In states like California, up to 20 percent of students are English Language Learners, but we’re not just talking about Spanish. ELLs speak 150 different languages in the U.S., and teachers find it challenging to navigate the learning landscape. Today on the EdTech Podcast, brought to you by MarketScale, host Daniel Litwin sat down with two education experts from Dallas-based Istation to discuss the nuances and best practices of quality English Language Learning: Jami Herbst, customer success professional development manager, and Julie Robinson, bilingual professional development specialist.

Some school districts in more urban and suburban environments have ELL-specific classes, whereas rural areas may place ELLs in the general classroom. That’s a challenge for both the students and the teachers who are not trained or certified in this specialty of education.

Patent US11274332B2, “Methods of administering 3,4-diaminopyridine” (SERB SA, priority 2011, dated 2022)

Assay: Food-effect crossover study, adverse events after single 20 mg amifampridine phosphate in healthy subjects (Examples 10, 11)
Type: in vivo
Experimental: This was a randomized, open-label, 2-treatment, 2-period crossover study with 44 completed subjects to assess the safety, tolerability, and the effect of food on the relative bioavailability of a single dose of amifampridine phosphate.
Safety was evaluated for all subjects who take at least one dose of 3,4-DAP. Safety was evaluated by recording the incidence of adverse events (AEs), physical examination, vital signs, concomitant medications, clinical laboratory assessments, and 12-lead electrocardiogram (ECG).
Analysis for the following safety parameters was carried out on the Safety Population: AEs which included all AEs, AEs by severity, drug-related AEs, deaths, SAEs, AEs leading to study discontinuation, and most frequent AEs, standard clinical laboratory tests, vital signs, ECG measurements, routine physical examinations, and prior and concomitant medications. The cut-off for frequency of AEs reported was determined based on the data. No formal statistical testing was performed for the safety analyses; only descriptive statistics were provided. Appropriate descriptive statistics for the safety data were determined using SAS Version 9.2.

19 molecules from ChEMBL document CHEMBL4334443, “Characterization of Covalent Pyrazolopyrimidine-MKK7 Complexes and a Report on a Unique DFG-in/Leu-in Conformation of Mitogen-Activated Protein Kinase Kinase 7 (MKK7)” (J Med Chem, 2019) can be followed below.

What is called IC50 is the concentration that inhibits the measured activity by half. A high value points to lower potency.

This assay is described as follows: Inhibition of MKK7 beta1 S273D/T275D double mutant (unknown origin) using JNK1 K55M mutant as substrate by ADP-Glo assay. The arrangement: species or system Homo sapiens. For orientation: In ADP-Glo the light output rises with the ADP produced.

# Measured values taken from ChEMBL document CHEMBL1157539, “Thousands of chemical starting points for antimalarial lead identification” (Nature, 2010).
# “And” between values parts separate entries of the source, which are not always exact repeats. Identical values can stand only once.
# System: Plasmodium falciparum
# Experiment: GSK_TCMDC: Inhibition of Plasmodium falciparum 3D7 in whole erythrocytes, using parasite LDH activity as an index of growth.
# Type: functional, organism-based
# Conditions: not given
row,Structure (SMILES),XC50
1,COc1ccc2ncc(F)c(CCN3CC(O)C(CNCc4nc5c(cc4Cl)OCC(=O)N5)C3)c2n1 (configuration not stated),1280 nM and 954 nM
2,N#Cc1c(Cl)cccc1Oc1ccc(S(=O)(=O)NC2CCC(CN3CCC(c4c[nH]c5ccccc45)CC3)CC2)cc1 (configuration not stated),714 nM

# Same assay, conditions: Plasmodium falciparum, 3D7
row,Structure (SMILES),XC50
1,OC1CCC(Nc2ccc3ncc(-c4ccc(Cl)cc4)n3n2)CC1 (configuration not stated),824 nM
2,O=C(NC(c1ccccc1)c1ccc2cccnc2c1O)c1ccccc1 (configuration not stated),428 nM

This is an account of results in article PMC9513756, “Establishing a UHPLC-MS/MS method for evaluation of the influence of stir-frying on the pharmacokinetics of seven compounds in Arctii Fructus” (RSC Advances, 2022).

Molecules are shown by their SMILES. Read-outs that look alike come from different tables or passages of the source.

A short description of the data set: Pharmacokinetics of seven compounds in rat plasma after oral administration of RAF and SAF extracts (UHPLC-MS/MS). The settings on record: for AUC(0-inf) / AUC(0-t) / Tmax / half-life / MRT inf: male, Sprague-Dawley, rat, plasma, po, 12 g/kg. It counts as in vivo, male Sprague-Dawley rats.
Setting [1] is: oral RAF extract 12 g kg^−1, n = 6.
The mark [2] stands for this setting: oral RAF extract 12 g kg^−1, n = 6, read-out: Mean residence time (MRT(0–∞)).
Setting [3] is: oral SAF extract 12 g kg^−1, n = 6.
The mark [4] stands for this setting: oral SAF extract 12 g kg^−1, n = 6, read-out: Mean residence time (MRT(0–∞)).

“It’s just as stressful for the teacher as it is for the student,” Julie said. “As teachers, we should remember that each child brings something with them. Yes, there’s a barrier because of the language, but they’ve got knowledge coming in with them.”

Having taught in Costa Rica and Honduras, Jami pointed out that classroom cultures vary widely by country.

“Teachers should be culturally aware of what students are used to in the classroom, what makes them most productive, and what makes them tick,” she said.

Often, involvement in a student’s own learning and performance makes them tick.

“Personal time with the student is important, and going over the data is a way to do that,” Jami said. “Discussing the data with your student helps them take ownership of their success.”

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